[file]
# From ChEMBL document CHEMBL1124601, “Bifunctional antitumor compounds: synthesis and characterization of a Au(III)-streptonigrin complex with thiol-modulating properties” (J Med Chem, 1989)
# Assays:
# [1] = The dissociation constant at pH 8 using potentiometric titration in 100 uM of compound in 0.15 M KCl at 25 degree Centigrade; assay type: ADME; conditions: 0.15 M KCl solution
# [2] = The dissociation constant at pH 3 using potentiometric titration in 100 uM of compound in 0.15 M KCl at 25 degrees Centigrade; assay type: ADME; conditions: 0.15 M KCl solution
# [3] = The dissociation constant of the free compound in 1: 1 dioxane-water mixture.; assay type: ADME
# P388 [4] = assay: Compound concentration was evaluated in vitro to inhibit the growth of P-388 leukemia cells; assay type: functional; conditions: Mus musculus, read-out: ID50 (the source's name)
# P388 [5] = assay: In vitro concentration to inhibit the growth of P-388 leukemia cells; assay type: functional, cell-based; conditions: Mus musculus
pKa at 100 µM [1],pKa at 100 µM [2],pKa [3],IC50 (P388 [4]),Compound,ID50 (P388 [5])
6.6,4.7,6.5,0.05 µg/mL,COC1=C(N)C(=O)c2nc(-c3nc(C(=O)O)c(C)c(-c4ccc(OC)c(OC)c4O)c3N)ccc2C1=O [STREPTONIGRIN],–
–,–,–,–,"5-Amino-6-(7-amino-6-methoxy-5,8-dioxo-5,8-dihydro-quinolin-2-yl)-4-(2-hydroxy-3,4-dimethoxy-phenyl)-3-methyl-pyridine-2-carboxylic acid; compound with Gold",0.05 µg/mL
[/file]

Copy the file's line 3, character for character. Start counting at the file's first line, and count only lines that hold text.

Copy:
# [1] = The dissociation constant at pH 8 using potentiometric titration in 100 uM of compound in 0.15 M KCl at 25 degree Centigrade; assay type: ADME; conditions: 0.15 M KCl solution